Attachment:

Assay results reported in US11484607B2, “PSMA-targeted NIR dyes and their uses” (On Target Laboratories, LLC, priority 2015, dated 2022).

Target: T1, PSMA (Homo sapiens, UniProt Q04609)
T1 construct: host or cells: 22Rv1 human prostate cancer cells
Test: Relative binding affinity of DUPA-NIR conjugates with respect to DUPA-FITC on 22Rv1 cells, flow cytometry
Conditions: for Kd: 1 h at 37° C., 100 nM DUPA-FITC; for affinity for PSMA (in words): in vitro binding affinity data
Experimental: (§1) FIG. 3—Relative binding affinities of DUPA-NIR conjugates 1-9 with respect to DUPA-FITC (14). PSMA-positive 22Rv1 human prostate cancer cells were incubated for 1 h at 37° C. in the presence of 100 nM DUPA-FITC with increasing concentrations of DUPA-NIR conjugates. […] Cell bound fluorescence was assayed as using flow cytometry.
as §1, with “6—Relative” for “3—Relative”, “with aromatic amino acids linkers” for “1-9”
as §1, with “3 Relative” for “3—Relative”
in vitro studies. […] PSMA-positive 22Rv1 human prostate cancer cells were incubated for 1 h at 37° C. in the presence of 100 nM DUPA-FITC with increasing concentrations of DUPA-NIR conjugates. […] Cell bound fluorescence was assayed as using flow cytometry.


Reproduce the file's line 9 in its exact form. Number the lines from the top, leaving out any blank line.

in vitro studies. […] PSMA-positive 22Rv1 human prostate cancer cells were incubated for 1 h at 37° C. in the presence of 100 nM DUPA-FITC with increasing concentrations of DUPA-NIR conjugates. […] Cell bound fluorescence was assayed as using flow cytometry.